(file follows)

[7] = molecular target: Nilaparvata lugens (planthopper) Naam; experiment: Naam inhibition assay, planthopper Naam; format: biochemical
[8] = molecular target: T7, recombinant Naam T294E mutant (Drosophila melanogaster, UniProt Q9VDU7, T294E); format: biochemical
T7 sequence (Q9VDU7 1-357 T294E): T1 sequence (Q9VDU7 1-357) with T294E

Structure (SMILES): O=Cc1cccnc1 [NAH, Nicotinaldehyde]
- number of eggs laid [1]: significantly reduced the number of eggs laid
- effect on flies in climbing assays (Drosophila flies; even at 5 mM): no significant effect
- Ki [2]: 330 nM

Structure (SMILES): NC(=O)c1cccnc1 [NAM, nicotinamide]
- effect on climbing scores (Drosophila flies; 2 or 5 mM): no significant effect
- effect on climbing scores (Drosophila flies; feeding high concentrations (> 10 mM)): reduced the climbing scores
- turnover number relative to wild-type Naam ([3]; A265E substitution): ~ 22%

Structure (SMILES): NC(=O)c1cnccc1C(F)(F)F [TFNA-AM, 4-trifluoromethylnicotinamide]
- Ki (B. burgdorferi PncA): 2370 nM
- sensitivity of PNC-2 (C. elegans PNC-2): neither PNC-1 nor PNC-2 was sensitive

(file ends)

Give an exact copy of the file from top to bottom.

[7] = molecular target: Nilaparvata lugens (planthopper) Naam; experiment: Naam inhibition assay, planthopper Naam; format: biochemical
[8] = molecular target: T7, recombinant Naam T294E mutant (Drosophila melanogaster, UniProt Q9VDU7, T294E); format: biochemical
T7 sequence (Q9VDU7 1-357 T294E): T1 sequence (Q9VDU7 1-357) with T294E

Structure (SMILES): O=Cc1cccnc1 [NAH, Nicotinaldehyde]
- number of eggs laid [1]: significantly reduced the number of eggs laid
- effect on flies in climbing assays (Drosophila flies; even at 5 mM): no significant effect
- Ki [2]: 330 nM

Structure (SMILES): NC(=O)c1cccnc1 [NAM, nicotinamide]
- effect on climbing scores (Drosophila flies; 2 or 5 mM): no significant effect
- effect on climbing scores (Drosophila flies; feeding high concentrations (> 10 mM)): reduced the climbing scores
- turnover number relative to wild-type Naam ([3]; A265E substitution): ~ 22%

Structure (SMILES): NC(=O)c1cnccc1C(F)(F)F [TFNA-AM, 4-trifluoromethylnicotinamide]
- Ki (B. burgdorferi PncA): 2370 nM
- sensitivity of PNC-2 (C. elegans PNC-2): neither PNC-1 nor PNC-2 was sensitive